Pushing My (Calculator) Buttons

Last week, I asked my 20-year-old son, Ethan, to try and find the graphing calculator we bought him when he took high school trigonometry four years ago. His younger sister has the same class this year and I was hoping to avoid shelling out $100 again for a new one. After Ethan completed his general ed math requirements a year or two ago, he hoped to be done with factoring and functions for the rest of his life, so I was sure the graphing calculator was languishing in the bottom of an old backpack someplace in his room.

But I wasn’t about to go into his room and look for it myself. I avoid going in his room on principal; I want to be respectful of his space and unless I want to precipitate his moving out”¦which I don’t”¦I had better not start rummaging around in his room. Plus being on the compulsive side of the neatnik scale, the post-tornado look of his room makes me a little crazy so I’m better off averting my eyes as I walk past it ““ not that his sister’s room across the hall looks any better.

So a day later, I checked in with Ethan about the whereabouts of the calculator. He said he couldn’t find it. “Did you look?” I asked, since a quick glance around the room showed that the patchwork of clothes, papers and textbooks covering the floor was in the same arrangement that they had been in for days. And the dust on the shelves above his computer covering the knickknacks, manuals, and game boxes was obviously undisturbed and still in a nice smooth layer.

“Yes, I looked, but I must have lost it,” was his reply. And he headed out the door to go to work.

Now what should I do. I really didn’t buy this answer because he’s always been very responsible about his stuff. He never lost his retainer, cell phone, or car keys so I doubted that he had lost it. The more likely explanation was that his search for the calculator was more cursory than intensive.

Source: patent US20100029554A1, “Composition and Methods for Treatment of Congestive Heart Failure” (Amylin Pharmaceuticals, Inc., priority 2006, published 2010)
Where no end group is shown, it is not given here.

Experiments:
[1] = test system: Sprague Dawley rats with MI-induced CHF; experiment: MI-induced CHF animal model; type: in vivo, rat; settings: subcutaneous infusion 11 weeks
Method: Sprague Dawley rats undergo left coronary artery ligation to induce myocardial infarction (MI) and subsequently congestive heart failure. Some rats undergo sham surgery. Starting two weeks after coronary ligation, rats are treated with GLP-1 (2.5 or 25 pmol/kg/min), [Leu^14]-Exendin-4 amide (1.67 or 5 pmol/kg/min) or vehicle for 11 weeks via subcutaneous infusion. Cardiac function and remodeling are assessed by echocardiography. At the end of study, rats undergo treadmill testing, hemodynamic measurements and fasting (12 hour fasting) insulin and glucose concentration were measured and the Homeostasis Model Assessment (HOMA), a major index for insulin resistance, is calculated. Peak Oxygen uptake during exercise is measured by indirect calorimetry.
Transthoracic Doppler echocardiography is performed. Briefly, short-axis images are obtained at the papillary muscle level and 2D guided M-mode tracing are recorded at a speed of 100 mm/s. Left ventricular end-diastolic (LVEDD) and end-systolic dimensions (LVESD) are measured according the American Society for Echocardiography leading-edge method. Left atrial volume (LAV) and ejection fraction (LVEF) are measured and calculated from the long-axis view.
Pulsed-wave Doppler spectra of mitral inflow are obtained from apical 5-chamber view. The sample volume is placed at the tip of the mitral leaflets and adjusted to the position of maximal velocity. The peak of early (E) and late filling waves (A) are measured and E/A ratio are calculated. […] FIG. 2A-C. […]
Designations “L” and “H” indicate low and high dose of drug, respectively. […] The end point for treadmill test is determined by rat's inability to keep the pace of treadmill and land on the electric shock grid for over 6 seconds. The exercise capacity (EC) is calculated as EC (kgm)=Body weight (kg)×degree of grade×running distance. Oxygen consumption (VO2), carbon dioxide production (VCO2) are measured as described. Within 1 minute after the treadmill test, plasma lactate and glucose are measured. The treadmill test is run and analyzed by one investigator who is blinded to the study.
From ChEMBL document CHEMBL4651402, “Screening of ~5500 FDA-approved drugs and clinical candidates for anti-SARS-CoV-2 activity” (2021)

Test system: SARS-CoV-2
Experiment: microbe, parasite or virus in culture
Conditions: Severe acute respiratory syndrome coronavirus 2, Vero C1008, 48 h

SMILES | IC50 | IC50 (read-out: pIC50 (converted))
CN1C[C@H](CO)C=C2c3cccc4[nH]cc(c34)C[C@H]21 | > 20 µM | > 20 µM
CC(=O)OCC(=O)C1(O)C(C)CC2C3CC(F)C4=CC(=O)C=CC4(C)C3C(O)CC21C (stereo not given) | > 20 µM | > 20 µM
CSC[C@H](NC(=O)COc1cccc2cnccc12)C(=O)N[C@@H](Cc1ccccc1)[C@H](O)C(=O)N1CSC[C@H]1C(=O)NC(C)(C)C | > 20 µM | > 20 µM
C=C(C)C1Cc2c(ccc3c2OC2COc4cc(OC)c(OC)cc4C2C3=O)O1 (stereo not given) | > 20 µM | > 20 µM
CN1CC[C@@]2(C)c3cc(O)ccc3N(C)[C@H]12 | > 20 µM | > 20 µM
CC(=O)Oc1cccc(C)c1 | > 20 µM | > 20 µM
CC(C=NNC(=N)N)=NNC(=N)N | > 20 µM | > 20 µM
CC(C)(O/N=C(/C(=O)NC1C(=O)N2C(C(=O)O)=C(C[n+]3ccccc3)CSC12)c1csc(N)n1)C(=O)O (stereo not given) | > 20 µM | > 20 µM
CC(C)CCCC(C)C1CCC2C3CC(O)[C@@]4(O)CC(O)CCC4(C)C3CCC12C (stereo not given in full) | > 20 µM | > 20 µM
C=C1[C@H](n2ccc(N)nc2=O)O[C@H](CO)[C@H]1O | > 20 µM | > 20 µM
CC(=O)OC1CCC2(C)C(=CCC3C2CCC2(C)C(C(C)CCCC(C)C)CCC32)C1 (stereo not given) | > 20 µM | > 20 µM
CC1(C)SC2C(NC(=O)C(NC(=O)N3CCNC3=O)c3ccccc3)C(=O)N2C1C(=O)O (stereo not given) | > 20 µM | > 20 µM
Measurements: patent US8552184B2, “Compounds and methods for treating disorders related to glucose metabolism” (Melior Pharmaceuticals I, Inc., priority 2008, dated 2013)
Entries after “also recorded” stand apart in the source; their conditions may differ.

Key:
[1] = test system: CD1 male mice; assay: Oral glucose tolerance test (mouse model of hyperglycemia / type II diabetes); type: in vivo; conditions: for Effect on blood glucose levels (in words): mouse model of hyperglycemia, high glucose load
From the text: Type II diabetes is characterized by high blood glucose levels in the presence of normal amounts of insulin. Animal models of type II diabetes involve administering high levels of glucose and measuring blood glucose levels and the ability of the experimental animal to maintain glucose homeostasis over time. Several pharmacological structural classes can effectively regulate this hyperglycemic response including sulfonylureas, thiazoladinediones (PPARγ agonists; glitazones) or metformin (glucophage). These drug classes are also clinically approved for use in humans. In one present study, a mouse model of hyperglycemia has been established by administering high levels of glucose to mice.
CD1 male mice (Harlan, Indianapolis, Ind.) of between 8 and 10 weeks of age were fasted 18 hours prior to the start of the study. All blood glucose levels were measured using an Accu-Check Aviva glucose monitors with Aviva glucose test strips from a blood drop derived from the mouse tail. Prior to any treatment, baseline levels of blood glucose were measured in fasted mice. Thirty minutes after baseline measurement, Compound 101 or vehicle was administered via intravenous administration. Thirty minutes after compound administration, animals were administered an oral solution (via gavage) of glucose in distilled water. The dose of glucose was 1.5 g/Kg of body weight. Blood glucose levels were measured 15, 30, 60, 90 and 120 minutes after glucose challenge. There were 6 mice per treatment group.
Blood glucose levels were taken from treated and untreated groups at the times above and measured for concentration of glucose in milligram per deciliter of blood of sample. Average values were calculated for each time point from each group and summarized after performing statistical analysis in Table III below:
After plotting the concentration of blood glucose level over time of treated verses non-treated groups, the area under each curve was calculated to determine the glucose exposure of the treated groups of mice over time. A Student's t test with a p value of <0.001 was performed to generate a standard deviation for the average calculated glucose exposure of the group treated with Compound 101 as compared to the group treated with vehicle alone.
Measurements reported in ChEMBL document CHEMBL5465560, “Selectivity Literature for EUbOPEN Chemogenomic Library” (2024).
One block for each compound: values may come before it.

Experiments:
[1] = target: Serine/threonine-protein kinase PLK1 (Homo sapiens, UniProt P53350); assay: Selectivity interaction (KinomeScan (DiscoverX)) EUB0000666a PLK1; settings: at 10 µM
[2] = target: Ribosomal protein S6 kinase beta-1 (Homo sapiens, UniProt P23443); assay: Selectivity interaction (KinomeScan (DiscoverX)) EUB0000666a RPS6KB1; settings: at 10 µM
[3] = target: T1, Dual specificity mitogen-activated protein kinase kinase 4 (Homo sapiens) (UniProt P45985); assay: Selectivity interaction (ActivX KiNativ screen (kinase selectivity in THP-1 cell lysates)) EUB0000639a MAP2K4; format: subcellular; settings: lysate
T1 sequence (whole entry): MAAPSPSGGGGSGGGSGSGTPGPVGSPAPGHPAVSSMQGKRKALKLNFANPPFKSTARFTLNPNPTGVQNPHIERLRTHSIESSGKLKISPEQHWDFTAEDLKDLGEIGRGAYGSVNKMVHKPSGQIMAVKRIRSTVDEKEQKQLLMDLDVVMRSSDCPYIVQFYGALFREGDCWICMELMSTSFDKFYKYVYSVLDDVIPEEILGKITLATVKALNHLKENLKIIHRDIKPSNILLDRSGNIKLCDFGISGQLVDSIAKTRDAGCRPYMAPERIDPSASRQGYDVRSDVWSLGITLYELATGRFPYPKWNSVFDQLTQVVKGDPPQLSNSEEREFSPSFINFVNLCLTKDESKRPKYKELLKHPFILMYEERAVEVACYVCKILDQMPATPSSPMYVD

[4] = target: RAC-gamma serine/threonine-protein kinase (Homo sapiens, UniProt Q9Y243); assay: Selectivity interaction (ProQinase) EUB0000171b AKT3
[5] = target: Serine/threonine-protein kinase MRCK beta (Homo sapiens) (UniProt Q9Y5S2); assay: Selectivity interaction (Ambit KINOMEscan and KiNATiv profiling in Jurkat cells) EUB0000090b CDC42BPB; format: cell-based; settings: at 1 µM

I was sure that with a pick axe and a shovel, that I could unearth the calculator from the strata of class schedules, receipts, pay stubs, college brochures, and notebooks that had been building up on the floor of his room since he started going to junior college two years ago.

But I knew that would not be the best plan of action. After all, he is an adult now and I didn’t want his last memory of living at home to be that of his mom using our German Shepherd to sniff out a calculator so I was prepared to drop the whole issue. I was just about to start my search on eBay for used graphing calculators when I filled Steve in on the situation. Steve went into Ethan’s room and about ten seconds later, emerged with the calculator in hand. He found it under the hand-me-down love seat that lives in Ethan’s room.

So when Ethan came home that day, of course we shared the good news that what was once lost, was now found. “What, you’re going in my room now?” was his response. But what else could he say, he knew he hadn’t looked for it very thoroughly.

As Steve explained to him, if we didn’t make the effort to find it, when he moves out in a year or so from now, we’re not going to be very happy that we’ve spent another $100 on a new calculator only to find his under the loveseat. “And no matter how smart you are, when your lack of organization starts costing you ““ or your parents ““ money, it’s time to start taking responsibility for organizing your life. And by the way, where is the copy of that scholarship application form? You’re going to need some proof you sent it in, if you want to have any hope of getting the funds.”

The issue of how much control we can exert over an adult child is pretty confusing. Yes, he’s of legal age, but he’s still in our house and it is obvious to us, that he still needs guidance in certain areas of his life. It was much clearer when he was younger and I could use my maternal authority to insist that he do things a certain way.

However, my insistence at a tidy room then is probably coming back to bite me now. I don’t think he consciously thinks, “I’m going to make my anal retentive parents crazy by purposefully keeping my room in a state of chaos,” but nonetheless, I’m sure he’s getting some enjoyment out of knowing he can push my buttons.

I’ve heard parents say that they just close the door of their teenage kids’ rooms and ignore the mess that’s inside. His landlord can do that when he moves away from home, right now, I’m still his mom.

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